The Blurb (from Goodreads):
A parcel of patterns brought the plague to Eyam. A parcel sent up from London to George Vicars, a journeyman tailor, who was lodging with Mrs. Cooper in a cottage by the west end of the churchyard.
So begins Mall Percival's account of how her village of Eyam struggled against the plague. George Vicars dies on September 6, 1665, and by the end of October, twenty-five more townsfolk have been buried. As the deaths continue, the villagers, including Mall, begin to panic--helpless to fight off the disease. Uncertain as to how it is contracted and passed from one person to another, Mall forces herself to make a sacrifice that radically changes her life--she decides to stops seeing Thomas Torre, a man from another village, the man she hopes to marry. In June of 1666, at their minister's urging, the entire village makes a pact to protect those who live in the surrounding countryside by staying within the boundaries of Eyam.
Although Mall longs to see Thomas, she remains steadfast in her resolution, until one day Thomas runs into the center of Eyam, knowing that he will not be allowed to leave, yet fearing that Mall has died. Mall and Thomas marry, but their happiness is short-lived. Finally, in October of 1666, the pestilence subsides. Mall, overwhelmed by grief and sorrow, decides to write a chronicle of all she has witnessed in Eyam, hoping that it will set her free.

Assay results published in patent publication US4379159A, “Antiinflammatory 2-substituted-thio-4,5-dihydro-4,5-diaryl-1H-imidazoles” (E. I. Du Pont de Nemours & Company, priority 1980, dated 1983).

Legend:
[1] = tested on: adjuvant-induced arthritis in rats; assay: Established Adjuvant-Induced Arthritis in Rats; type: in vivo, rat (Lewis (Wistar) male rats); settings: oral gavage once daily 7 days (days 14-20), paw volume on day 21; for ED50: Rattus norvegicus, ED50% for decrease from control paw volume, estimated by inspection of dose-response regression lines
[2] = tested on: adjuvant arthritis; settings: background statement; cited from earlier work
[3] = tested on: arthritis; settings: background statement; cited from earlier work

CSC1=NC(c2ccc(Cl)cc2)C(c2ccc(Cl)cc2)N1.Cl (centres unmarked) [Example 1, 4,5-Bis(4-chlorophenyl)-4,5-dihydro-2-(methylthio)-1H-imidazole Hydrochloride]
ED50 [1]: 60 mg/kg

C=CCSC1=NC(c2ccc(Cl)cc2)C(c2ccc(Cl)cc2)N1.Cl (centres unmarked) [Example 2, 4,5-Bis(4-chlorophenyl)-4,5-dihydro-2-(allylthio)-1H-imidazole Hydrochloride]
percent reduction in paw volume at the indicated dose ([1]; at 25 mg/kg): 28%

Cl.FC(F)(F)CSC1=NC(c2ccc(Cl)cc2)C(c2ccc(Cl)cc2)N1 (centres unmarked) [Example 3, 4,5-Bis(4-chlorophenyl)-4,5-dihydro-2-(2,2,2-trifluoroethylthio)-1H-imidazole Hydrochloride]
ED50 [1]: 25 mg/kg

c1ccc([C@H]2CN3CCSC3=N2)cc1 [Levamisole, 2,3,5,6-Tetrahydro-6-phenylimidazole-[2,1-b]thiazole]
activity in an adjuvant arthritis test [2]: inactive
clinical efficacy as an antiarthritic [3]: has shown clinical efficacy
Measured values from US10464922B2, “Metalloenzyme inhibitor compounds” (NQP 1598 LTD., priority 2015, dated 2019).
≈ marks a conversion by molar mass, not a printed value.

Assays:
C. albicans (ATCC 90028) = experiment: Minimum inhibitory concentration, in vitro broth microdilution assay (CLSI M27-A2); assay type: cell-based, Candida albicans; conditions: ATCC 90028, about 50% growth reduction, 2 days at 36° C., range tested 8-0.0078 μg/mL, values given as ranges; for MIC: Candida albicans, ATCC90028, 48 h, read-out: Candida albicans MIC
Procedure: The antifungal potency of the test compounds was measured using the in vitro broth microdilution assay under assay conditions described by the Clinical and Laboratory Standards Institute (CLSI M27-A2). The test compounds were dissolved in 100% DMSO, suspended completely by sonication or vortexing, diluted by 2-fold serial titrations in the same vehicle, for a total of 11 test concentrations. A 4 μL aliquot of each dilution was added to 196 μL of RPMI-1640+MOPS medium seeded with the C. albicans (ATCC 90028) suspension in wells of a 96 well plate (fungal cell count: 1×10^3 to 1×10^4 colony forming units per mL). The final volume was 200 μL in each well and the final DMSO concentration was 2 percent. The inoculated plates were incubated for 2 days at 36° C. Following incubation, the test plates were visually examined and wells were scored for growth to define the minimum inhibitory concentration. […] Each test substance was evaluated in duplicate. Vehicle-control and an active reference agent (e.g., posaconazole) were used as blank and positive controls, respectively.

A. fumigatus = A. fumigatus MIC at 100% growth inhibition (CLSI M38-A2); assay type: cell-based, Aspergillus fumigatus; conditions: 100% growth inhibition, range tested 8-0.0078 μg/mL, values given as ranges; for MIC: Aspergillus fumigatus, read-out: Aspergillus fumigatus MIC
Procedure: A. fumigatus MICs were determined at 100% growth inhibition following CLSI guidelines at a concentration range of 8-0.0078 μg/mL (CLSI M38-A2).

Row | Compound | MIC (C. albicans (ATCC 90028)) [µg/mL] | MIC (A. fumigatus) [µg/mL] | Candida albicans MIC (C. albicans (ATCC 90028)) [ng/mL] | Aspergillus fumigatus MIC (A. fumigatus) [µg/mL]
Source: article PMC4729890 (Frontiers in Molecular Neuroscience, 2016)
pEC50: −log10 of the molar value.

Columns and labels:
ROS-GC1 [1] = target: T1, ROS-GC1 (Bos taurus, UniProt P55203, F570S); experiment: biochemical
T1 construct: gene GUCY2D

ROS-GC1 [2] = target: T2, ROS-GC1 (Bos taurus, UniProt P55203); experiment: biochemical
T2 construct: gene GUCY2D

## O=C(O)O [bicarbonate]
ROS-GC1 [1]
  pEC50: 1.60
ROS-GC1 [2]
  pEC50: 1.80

I spent a weekend in the Peaks District during my time in the UK this month. Given a choice between visiting Chatsworth House (the opulent seat of the Duke of Devonshire which was used as the site of Pemberley in the 2005 film adaption of Pride and Prejudice) and a small local village called Eyam (prounced ‘eem’), you might be surprised to know I chose the latter. Eyam, however, is the famous ‘plague village’ which isolated itself voluntarily in 1665 after the Black Death arrived in a flea-infested parcel of cloth. Only 83 villagers survived from a total population of 350. One of my all-time favourite books, ‘Year of Wonders’ by Geraldine Brooks, published in 2001, imagines what may have happened in that village in that year. ‘A Parcel of Patterns’ by Jill Paton Walsh, published in 1983, was one of the first fictional attempts to grapple with the subject. It is told from the point of view of a young woman named Mall, and shows how the coming of the plague destroyed lives and loves, and faith and fealty. It’s a delicate little book, and very sad.
You might also like to read my review of The Silvered Heart by Katherine Clements here: